Projector lenses explained, Lens Shift, Throw Ratio, Keystone Correction
The Lens in a projector plays a very important part in the quality of a Projector. As far as the clarity of transmission in projector lens all are almost equally good. What makes the projector lens of one projector better than the other is the set-up features provided by the projector Lens. We explain below all the important features of a projector lens you should look for in a projector
Projector Throw Distance meaning
The Throw Distance of a projector is defined as the distance of the projector from the screen. The word ‘throw’ is used in the sense that the image is ‘thrown on the screen’. The throw distance is an important specification for a projector and specifies the minimum and maximum distance the projector can be mounted from the screen.
Further the Throw distance of a Projector can be classified as Short Throw and Ultra-Short Throw Projectors that can be mounted very close to the screen.
Projector lens Throw Ratio explained
What Throw Ratio means is the Projectors throw divided by the maximum width of the screen at that distance. By knowing the Throw Ratio of projector, you can calculate how far back the projector has to be kept from the screen.
For example if the width of the screen you want is 8 feet and the projector you plan to buy has a throw ratio of 1:1 to 1.5:1 (The variable ratio is because the projector has a Zoom Lens, as explained further down this page), then the projector has to be kept between 8x8=8ft and 8x1.5=12ft from the screen. If you know the distance you want to keep the projector in the room and the screen size you want, then you can calculate the throw ratio of the projector. For example you want to keep the projector 10 feet from the screen and you need a 8 feet screen width, then you need a projector with a throw ratio of 10/8=1.25.
Zoom Lens in Projectors explained
A projector with the zoom lens enables you to make the picture on the screen larger or smaller without having to move the projector. The zoom feature in a projector can be achieved digitally or optically by rearranging the lenses inside the Lens assembly. Digital Zoom in a projector is not good and the feature of digital zoom usually is not offered in projectors. Optical zoom is the preferred zoom feature in a projector.
Some projectors have motorized zoom facility which can control the projector zoom with the remote control of the projector. Manual zoom means you will have to turn the projector lens zoom ring manually to adjust the zoom.
A projector is said to a have Zoom ratio of 2 if the largest image it can zoom to is double the smallest image. So the Zoom Ratio is defined as the ratio of the size of the largest image to the smallest image the projector can zoom to. Although Projectors with high Zoom Ratio range looks very appealing because it offers high flexibility in placement of the projector, it is not a good feature, because it can affect the brightness and sharpness of the projector.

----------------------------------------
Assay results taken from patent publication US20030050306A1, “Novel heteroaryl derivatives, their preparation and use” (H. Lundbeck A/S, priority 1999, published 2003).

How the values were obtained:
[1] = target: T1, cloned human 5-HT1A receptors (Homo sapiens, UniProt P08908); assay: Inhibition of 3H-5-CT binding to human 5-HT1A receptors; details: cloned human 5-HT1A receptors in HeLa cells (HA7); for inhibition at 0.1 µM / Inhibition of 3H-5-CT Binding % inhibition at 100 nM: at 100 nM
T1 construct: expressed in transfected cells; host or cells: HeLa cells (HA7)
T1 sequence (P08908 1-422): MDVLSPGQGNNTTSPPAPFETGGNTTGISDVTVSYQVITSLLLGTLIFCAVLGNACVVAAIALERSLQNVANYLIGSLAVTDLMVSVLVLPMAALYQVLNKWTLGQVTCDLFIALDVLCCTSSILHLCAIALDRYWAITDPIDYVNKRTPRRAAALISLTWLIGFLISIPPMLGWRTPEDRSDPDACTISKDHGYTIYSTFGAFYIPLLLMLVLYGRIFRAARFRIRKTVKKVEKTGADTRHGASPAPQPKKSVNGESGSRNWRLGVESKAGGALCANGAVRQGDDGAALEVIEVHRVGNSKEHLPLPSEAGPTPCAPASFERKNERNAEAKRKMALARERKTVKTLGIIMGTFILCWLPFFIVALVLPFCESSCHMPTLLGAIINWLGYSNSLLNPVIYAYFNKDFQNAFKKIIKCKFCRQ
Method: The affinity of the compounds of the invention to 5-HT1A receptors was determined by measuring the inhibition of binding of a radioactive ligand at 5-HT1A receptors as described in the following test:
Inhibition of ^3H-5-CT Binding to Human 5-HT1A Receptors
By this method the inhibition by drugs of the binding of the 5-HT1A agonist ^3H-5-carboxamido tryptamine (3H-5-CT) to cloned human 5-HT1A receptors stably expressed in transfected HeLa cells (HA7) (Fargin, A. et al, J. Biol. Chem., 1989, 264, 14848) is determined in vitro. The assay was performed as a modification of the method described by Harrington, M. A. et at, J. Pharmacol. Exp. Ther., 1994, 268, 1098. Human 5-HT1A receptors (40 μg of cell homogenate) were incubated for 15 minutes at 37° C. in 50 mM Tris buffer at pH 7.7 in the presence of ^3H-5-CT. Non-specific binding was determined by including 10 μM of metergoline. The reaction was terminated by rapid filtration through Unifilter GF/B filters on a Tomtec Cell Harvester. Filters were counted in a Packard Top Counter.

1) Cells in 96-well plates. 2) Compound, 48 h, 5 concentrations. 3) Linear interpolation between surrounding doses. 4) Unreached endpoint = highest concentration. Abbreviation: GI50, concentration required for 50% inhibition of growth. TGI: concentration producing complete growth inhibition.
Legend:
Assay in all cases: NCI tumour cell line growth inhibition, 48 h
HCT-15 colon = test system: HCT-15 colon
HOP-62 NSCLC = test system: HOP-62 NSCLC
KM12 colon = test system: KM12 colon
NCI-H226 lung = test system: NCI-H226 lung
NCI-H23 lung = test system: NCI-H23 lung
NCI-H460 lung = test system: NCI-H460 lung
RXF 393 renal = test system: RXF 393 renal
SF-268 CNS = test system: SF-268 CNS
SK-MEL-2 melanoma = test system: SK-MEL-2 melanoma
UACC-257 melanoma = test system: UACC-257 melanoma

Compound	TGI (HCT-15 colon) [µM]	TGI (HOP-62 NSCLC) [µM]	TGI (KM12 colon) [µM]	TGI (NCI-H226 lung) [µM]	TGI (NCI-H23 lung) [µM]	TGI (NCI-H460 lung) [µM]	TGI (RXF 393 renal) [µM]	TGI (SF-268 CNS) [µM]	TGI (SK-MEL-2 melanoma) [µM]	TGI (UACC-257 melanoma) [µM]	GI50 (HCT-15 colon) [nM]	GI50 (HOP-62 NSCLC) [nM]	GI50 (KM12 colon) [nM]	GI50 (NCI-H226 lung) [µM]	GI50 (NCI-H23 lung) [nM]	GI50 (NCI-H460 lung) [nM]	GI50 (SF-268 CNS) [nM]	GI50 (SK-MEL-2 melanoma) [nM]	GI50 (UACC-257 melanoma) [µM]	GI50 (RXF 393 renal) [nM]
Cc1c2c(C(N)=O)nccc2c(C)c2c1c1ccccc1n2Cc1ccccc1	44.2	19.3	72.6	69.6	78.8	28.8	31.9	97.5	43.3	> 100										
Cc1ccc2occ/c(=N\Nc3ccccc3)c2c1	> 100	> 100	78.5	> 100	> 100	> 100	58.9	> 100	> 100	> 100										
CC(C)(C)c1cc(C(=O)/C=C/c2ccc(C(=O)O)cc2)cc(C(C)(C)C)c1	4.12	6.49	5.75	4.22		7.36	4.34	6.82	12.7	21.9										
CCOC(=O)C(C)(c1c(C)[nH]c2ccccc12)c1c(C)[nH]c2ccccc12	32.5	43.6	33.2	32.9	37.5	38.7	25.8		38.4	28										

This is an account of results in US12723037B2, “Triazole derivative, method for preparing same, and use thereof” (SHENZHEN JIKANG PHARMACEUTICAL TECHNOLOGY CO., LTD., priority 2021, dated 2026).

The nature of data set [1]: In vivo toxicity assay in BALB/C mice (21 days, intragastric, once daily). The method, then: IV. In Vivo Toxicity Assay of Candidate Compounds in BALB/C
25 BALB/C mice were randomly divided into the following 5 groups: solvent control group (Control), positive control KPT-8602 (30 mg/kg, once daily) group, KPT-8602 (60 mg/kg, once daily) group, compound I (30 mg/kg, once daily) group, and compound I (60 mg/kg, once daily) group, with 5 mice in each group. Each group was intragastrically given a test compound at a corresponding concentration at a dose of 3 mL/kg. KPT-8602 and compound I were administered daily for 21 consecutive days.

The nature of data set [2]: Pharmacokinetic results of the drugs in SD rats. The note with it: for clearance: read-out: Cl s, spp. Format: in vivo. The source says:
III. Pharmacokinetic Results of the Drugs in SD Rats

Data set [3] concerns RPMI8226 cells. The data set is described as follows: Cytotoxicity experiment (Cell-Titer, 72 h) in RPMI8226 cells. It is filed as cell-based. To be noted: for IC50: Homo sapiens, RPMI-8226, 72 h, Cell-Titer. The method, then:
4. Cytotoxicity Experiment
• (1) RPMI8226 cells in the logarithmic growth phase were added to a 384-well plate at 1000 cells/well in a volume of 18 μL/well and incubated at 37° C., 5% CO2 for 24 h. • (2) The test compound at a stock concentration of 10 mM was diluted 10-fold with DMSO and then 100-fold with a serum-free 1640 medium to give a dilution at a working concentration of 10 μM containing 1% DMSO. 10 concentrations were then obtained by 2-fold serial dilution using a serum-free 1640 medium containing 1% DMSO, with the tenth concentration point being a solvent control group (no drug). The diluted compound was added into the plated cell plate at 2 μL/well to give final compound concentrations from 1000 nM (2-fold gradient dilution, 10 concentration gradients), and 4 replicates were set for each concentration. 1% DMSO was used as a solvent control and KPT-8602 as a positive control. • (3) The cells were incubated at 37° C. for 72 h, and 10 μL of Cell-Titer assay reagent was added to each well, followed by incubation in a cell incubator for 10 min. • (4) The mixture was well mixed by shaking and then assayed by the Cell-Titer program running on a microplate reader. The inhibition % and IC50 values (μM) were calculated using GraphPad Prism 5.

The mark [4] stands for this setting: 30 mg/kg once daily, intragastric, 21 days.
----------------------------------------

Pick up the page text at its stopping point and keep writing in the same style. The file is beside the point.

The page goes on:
To build a high zoom lens more lens elements are needed in the lens assembly, making it more complicated and susceptible to not having the very sharp focus which can be achieved by the simplest high quality lenses. So in our opinion a projector with no zoom is better and the image size on the screen should be adjusted by the placement and throw distance of the projector. If you must need a zoom lens, then go for the shortest possible zoom lens and try not to use the telephoto range of the zoom lens, because the brightness of the projector will reduced.
Projector Lens Shift explained
When setting up projectors, it is very difficult to get the projector picture to center on the screen. The picture may be falling above, or to the side of the screen.
It is almost impossible to get the projected picture to centre perfectly on the screen just by moving and adjusting the projector unit. So Lens Shift in a projector is an essential feature to have. The video here explains what Lens Shift does very nicely. The Lens Shift in a projector is able to move the projected image up or down when it is called the ‘Vertical Shift’. The horizontal Shift in a projector is when the projected screen image is moved side ways to the left or right. Most projectors have manual controls on the projector to do the Lens shift function. In some high end projectors this function can be motorized and remotely controlled.
Projector Keystone explained, Horizontal and Vertical Keystone Correction
Keystone shape of the projected image happens when the projector is not in line with the center of the screen. For example if the projector is above the screen then a vertical keystone image is formed and if the projector is off the center line horizontally, then a horizontal keystone fault happens. The keystone images are formed because the projector image does not fall exactly at the required 90° angle to the plane of the screen. The picture here shows the different kinds of keystone problems.
Most projectors have the Keystone Correction feature control to be done visually with the use of the projector’s remote control. Highend projectors have fully automatic Keystone correction feature whereby the projector detects and corrects the keystoned image automatically with the touch of a button on the projectors remote control.